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February 27, 2016
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Hillary Clinton was immediately named the winner of the South Carolina Democratic presidential primary after polls closed at 7 p.m. on Saturday. Clinton is expected to take the state by a wide margin, in part because black voter turnout is much higher this year than in 2008. Black voters make up a large portion of South Carolina's registered Democrats, and have traditionally been loyal to Clinton. This is Bernie Sanders' second loss in a row, after the Nevada caucuses earlier this month. Next up for the Democrats: Super Tuesday on March 1. Jeva Lange

9:57 a.m. ET
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In the key battleground state of Pennsylvania, Republican operatives are waiting for commands from Trump headquarters only to watch cobwebs grow on their phones. Even as Hillary Clinton moves into make-or-break counties in preparation for the general election, the Trump campaign severely lags in infrastructure to swing the state red, Politico reports.

For Trump supporters, that means good news and bad news: "The good news is, the level of enthusiasm for Mr. Trump in this county is the strongest I've ever seen for anyone. The bad news is, the resources at our disposal are by far the worst I've ever seen in any campaign, at least in any presidential campaign," Republican chairman of Westmoreland County Michael Korns told Politico.

Korns explained, "They don't yet have any sort of field-level staffers, at least that I've interacted with, that are paid, which is unusual at this point in a campaign. Four years ago, we did have multiple staffers available, and that's not here yet."

Other GOP staffers echoed Korns when talking with Politico, saying they also haven't heard from Trump's people yet. That's intentional, at least to some extent — Trump plans to pass control to the Republican National Committee and state party. Still, "there are a number of individuals, with varying levels of authority, some self-appointed, some not, that sort of float around on [the Trump] campaign, so it's definitely been a bit of a learning curve on our end,” Korns said.

Despite Clinton's early organization, she still polls three points behind Trump in the state according to RealClearPolitics and a pro-Clinton super PAC. Maybe there is something to be said for bumper stickers after all. Jeva Lange

9:25 a.m. ET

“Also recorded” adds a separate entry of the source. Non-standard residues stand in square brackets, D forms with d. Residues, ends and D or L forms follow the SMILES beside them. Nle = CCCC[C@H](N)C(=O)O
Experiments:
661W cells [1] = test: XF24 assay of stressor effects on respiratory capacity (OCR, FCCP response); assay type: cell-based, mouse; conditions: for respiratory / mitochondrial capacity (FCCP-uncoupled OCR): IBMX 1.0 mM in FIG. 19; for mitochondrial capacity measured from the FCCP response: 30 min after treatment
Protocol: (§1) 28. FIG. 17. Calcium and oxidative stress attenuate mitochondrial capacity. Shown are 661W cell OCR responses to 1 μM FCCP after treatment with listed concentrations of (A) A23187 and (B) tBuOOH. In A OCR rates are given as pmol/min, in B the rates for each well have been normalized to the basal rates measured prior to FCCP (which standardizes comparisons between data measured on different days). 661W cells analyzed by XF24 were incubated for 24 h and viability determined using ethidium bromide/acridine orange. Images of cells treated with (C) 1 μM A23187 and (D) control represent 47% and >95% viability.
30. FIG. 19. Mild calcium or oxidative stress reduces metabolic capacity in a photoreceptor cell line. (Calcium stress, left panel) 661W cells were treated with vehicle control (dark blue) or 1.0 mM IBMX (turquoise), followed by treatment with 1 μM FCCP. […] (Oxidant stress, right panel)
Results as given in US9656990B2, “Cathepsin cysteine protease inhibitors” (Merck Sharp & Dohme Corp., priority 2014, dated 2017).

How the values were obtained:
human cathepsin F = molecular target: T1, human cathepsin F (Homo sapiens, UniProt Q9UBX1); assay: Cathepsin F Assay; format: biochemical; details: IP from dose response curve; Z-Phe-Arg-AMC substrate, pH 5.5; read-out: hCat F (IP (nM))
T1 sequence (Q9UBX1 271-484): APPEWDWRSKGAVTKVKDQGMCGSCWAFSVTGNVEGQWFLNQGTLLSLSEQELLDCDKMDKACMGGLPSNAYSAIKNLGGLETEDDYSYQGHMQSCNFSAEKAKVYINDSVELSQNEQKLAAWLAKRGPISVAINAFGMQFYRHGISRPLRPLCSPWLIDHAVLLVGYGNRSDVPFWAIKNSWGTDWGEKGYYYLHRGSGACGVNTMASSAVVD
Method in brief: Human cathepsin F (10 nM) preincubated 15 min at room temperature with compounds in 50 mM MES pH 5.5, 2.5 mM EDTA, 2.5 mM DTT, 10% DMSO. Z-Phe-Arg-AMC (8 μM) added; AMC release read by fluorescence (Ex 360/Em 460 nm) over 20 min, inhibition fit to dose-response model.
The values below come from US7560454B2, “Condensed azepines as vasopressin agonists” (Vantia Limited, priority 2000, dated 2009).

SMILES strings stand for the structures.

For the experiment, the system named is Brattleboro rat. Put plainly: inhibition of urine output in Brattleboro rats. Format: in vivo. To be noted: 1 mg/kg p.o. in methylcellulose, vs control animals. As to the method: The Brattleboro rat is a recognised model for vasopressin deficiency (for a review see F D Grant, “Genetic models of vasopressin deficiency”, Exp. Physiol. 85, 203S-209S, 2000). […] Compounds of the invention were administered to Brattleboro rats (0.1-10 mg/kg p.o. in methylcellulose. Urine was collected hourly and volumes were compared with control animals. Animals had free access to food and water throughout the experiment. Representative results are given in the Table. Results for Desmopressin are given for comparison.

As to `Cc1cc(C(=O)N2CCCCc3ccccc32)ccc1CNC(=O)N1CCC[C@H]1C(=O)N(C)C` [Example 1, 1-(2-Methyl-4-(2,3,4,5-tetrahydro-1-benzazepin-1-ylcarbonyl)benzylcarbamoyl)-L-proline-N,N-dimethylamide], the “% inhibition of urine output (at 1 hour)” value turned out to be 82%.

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Taking a page from the Donald Trump playbook, the staunch Chechen ruler Ramzan Kadyrov is launching a TV series modeled after The Apprentice, the winner of which will get to serve in his government. Kadyrov's assistants will also have to face challenges on the television show, Meduza reports.

"Participants will be able to test themselves and show what they can do in the most beautiful corners of Chechnya: They'll climb mountains, descend into lakes, walk through the forests, and fully appreciate the hospitality and traditions of Chechnya," Russian television network, Rossiya 1, said in a statement, according to Meduza. People of every "age or social status" are encouraged to apply to be contestants on the show.

Despite a macho demeanor and a concerning human rights record, Kadyrov has a noted fondness for television and social media, having posted to Instagram earlier this year in an effort to find his lost cat as well as using his account to announce that he would star in a "Hollywood" action film, Whoever Doesn't Understand Will Get It. Jeva Lange

8:35 a.m. ET
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Virginia Sen. Tim Kaine (D) is likely on the shortlist to be Hillary Clinton's running mate, but if selected, his acceptance of gifts could provide ample ammo for enemies seeking to take Clinton down in the general election. Although Virginia has especially lenient gift laws (which has gotten others, such as former Gov. Bob McDonnell (R), into hot water), Republicans can point to Kaine's acceptance of an $18,000 Caribbean vacation, $5,500 in clothes, and tickets to the NCAA basketball Final Four as evidence of a corrupt political class, Politico reports.